New Cutter Suction Dredger Delivered to NCDOT
- Business & Finance
The North Carolina Department of Transportation (NCDOT) recently took delivery of a new, fully customized cutter suction dredger.
This piece of equipment, designed and built by DSC Dredge, was christened the Dredge Manteo in a ceremony held April 28, 2016, at the NCDOT State Shipyard in Manns Harbor, North Carolina.
The 154-foot pipeline dredger will work to keep North Carolina’s state-maintained intercostal ferry channels clear, from the Cape Fear River near Wilmington to Currituck Sound near the North Carolina-Virginia state line.
It will also maintain an emergency route between Stumpy Point and Rodanthe, south of Nags Head – the route used when North Carolina Highway 12 is out of service due to a storm or other event.
“The state of North Carolina anticipates that its ferry routes will see more and more use. It was imperative that the DOT has a more modern dredge that is capable of dredging more material more quickly than its predecessor,” said DSC Director of Sales Charles Johnson.
The Manteo – built to house two eight-person crews, with a full galley, four bunk rooms and two full bathrooms – will replace the Dredge Carolina, which was built in 1968.
The dredger also features a 78-foot deckhouse that contains the machinery area, crew quarters and galley.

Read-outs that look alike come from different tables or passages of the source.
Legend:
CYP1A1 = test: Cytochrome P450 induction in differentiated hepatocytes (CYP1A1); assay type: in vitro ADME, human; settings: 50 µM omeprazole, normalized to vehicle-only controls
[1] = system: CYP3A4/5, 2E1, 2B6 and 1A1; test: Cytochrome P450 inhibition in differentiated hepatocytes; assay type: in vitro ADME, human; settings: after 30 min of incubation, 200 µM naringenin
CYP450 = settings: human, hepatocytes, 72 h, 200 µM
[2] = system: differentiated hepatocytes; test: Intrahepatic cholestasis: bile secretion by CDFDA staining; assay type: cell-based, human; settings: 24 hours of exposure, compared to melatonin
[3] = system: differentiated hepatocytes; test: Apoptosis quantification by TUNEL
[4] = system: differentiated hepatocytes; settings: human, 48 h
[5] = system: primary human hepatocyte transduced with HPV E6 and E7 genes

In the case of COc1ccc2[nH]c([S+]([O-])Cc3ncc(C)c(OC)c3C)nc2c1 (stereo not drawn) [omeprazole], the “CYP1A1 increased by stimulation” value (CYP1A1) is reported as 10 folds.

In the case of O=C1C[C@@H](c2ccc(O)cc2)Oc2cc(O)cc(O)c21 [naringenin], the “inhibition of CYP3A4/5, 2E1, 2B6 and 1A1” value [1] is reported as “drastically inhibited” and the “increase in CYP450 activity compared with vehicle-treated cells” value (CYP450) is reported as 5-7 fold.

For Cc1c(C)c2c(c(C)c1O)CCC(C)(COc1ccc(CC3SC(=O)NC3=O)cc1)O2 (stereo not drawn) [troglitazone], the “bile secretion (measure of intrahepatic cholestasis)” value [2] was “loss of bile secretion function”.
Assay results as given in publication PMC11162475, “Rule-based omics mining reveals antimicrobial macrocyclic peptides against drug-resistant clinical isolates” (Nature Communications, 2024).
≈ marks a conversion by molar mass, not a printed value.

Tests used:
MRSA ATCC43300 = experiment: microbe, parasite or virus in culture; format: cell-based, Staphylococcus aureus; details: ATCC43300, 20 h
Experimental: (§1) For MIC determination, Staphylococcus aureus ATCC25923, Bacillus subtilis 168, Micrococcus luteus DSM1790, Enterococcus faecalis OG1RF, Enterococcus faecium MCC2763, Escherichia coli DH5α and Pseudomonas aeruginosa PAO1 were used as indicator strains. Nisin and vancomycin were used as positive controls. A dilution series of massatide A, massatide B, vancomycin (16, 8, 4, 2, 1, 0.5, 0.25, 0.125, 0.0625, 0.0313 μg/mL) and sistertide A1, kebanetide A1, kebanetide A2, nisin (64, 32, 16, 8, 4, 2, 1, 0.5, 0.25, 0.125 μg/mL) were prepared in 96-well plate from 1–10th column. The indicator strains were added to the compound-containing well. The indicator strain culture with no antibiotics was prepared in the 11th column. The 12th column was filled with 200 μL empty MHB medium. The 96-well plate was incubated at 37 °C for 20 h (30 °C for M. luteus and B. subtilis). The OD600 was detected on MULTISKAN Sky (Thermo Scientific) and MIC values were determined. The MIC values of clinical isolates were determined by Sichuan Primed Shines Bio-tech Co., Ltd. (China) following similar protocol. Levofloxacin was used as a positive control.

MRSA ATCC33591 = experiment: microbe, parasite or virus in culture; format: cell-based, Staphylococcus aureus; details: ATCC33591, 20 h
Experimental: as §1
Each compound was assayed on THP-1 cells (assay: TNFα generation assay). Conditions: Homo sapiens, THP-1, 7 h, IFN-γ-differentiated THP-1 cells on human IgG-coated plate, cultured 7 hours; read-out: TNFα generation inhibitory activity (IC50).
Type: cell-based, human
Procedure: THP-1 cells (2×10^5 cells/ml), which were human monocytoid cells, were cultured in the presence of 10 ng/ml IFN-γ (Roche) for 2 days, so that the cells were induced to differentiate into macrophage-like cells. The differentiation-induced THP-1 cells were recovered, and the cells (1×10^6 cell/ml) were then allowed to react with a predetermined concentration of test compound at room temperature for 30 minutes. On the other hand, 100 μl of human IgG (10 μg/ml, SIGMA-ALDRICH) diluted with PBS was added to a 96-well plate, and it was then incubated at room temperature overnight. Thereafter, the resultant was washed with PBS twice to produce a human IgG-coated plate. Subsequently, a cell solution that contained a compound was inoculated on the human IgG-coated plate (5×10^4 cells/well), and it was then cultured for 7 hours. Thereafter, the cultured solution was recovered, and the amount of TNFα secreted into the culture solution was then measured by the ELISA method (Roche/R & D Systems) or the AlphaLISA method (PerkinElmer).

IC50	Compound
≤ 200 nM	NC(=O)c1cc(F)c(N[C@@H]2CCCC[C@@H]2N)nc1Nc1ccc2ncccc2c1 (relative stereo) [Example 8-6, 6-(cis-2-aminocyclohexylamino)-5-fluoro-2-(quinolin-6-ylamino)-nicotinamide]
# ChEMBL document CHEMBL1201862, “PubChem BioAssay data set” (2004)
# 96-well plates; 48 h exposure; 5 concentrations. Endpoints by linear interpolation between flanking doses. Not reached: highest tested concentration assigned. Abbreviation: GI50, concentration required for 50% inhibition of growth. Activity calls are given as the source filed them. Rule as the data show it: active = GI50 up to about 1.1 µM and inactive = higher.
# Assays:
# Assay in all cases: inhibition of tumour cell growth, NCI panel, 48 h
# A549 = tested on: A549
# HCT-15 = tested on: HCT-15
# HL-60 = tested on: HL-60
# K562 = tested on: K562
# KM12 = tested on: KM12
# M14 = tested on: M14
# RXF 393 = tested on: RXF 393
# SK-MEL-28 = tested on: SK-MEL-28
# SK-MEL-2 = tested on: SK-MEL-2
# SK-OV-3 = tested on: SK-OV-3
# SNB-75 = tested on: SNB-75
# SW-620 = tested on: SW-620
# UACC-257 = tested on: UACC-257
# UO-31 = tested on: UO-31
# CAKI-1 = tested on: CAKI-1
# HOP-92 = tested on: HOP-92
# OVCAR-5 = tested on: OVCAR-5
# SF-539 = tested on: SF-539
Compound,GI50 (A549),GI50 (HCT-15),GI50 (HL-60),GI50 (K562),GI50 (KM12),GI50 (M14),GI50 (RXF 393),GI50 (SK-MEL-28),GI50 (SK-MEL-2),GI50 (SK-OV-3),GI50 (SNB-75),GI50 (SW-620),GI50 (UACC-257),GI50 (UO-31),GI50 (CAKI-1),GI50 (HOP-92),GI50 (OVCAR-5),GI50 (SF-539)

Far more efficient than its predecessor, the 16” x 14” Manteo is capable of dredging a channel to a depth of 30 feet.
Spud carriages, which the original dredger did not have, easily move the vessel as it works. At the outset of the engineering work, DSC’s designers made several recommendations to improve performance that NCDOT agreed upon.
“We increased the horsepower of the engine and we increased the diameter of the impeller. This allows it to effectively move more material over a 1.5-mile distance to the discharge point,” noted Johnson.
Additional custom features designed to make the dredger more efficient include a GPD dredging system, an anemometer, fire and flooding alarm system, VHF radio, loud hailer and marine intercom system and a closed-circuit television system.
The custom-designed lever room has tinted shades for vision protection and heat reduction. It is equipped with automation, including sensors to measure the amount of material dredged, and Hypac 3D imaging software to map the bottom of the waterway for more precise dredging.
Data gathering and storing capabilities provide real-time reports for operations and maintenance.